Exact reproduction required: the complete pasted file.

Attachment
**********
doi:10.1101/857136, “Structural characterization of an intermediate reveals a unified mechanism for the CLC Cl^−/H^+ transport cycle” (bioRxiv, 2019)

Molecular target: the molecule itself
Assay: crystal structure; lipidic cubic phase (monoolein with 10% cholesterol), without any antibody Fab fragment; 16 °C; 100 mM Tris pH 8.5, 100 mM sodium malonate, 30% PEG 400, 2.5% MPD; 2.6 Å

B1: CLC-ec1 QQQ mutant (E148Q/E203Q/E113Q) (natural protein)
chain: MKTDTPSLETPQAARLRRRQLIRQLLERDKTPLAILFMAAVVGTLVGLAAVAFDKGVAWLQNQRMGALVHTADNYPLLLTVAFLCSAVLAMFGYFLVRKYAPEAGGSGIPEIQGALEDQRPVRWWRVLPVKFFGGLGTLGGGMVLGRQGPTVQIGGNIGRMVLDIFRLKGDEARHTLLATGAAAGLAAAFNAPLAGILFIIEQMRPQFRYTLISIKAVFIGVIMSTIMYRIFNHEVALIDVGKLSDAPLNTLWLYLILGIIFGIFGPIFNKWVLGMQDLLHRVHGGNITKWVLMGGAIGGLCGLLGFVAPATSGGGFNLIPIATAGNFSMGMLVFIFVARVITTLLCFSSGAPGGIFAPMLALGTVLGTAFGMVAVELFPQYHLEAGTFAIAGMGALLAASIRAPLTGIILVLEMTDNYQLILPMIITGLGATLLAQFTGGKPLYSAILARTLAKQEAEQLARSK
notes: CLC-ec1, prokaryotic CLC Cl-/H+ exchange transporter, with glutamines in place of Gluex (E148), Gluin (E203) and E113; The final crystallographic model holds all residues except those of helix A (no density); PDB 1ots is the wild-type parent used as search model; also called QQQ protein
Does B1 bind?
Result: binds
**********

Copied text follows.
doi:10.1101/857136, “Structural characterization of an intermediate reveals a unified mechanism for the CLC Cl^−/H^+ transport cycle” (bioRxiv, 2019)

Molecular target: the molecule itself
Assay: crystal structure; lipidic cubic phase (monoolein with 10% cholesterol), without any antibody Fab fragment; 16 °C; 100 mM Tris pH 8.5, 100 mM sodium malonate, 30% PEG 400, 2.5% MPD; 2.6 Å

B1: CLC-ec1 QQQ mutant (E148Q/E203Q/E113Q) (natural protein)
chain: MKTDTPSLETPQAARLRRRQLIRQLLERDKTPLAILFMAAVVGTLVGLAAVAFDKGVAWLQNQRMGALVHTADNYPLLLTVAFLCSAVLAMFGYFLVRKYAPEAGGSGIPEIQGALEDQRPVRWWRVLPVKFFGGLGTLGGGMVLGRQGPTVQIGGNIGRMVLDIFRLKGDEARHTLLATGAAAGLAAAFNAPLAGILFIIEQMRPQFRYTLISIKAVFIGVIMSTIMYRIFNHEVALIDVGKLSDAPLNTLWLYLILGIIFGIFGPIFNKWVLGMQDLLHRVHGGNITKWVLMGGAIGGLCGLLGFVAPATSGGGFNLIPIATAGNFSMGMLVFIFVARVITTLLCFSSGAPGGIFAPMLALGTVLGTAFGMVAVELFPQYHLEAGTFAIAGMGALLAASIRAPLTGIILVLEMTDNYQLILPMIITGLGATLLAQFTGGKPLYSAILARTLAKQEAEQLARSK
notes: CLC-ec1, prokaryotic CLC Cl-/H+ exchange transporter, with glutamines in place of Gluex (E148), Gluin (E203) and E113; The final crystallographic model holds all residues except those of helix A (no density); PDB 1ots is the wild-type parent used as search model; also called QQQ protein
Does B1 bind?
Result: binds